A signing keys system on Kubernetes, CockroachDB, AWS, & GCPCopy Icon

    For their setup, Mux deploys a CockroachDB cluster with Kubernetes, self-hosted on AWS and GCP. A golang microservice fronts the database and is used by other applications to access signing keys information via GRPC and HTTP.

    An instance of the service (and its co-located CockroachDB nodes) exists in multiple Kubernetes clusters, each serving local requests with low latency. They receive most of their writes through one region and rely on CockroachDB to propagate the data to all the other regions. Since Mux cannot assume that a key’s use will be limited to any one region, they use CockroachDB’s GLOBAL TABLE setting for their table to make all keys accessible in every region.

    Applications that would usually connect to their local CockroachDB region can failover to an external region if there is a cloud/regional outage and still guarantee data correctness. This is an extremely fault-tolerant setup so that Mux can ensure their service is always on and available.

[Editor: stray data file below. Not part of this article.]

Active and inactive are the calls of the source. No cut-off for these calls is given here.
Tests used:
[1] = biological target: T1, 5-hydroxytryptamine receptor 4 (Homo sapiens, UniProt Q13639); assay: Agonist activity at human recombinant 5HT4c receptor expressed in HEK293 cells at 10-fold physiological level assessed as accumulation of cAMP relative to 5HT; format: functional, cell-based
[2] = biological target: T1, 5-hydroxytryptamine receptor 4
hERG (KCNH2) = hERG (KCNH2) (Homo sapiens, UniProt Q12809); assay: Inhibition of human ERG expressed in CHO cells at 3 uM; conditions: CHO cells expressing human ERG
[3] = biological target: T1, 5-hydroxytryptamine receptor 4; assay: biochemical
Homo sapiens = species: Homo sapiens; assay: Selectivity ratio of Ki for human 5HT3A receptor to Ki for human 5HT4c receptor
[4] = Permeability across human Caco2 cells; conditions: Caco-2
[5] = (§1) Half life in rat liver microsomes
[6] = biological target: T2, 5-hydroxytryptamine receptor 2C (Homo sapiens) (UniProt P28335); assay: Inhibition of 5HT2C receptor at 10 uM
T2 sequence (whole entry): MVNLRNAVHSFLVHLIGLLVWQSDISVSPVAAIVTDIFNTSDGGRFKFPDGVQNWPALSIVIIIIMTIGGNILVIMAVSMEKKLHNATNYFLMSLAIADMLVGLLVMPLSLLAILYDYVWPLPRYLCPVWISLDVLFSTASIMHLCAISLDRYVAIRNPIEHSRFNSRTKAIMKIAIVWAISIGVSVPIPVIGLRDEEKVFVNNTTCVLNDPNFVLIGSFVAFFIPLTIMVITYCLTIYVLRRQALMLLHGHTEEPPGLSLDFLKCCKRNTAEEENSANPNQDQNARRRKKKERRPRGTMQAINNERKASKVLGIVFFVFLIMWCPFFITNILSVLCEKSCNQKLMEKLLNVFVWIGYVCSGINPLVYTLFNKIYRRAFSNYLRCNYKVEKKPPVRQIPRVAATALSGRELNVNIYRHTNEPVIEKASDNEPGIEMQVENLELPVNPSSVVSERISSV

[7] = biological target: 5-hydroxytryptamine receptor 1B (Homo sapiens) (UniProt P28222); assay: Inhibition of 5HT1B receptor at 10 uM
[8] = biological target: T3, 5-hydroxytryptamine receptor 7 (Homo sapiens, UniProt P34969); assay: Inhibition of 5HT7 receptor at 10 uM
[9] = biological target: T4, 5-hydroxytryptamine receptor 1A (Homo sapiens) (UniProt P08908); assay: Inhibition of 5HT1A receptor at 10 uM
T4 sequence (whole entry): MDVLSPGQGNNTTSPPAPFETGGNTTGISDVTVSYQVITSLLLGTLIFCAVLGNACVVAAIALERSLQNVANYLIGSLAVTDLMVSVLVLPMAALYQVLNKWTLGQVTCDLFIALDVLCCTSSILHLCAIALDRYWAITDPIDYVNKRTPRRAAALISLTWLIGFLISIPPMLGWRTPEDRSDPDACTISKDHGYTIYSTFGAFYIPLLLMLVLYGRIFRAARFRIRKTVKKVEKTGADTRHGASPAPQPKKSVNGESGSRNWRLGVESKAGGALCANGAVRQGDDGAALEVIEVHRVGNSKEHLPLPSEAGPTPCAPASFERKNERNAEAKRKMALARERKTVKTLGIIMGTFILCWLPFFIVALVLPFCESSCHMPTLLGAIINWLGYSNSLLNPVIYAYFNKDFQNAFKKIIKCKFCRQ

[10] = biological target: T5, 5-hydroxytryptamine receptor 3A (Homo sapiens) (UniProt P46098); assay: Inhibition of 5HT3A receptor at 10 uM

“We are able to achieve data consistency and replication across multiple clouds and regions, all without managing that complexity ourselves. This is important to Mux’s commitment to providing multi-region, multi-cloud capabilities, along with consistent high availability. We are also able to horizontally scale our database with load, and expand into new regions without introducing more complexity to our replication model.”

    —Faith Szeto, Software Engineer at Mux